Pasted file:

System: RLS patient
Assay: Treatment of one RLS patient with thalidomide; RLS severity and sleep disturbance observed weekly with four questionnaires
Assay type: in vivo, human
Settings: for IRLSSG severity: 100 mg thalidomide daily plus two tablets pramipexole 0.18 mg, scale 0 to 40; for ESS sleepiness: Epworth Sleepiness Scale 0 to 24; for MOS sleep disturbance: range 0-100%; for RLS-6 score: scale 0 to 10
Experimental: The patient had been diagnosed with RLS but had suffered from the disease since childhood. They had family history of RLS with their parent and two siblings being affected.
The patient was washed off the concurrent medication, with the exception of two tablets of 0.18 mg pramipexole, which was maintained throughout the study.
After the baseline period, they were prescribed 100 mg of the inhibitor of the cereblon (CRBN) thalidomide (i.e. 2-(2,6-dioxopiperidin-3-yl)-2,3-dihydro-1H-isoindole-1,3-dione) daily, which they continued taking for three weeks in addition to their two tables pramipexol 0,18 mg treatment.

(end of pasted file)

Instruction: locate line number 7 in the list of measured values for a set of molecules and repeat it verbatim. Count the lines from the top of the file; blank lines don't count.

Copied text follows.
After the baseline period, they were prescribed 100 mg of the inhibitor of the cereblon (CRBN) thalidomide (i.e. 2-(2,6-dioxopiperidin-3-yl)-2,3-dihydro-1H-isoindole-1,3-dione) daily, which they continued taking for three weeks in addition to their two tables pramipexol 0,18 mg treatment.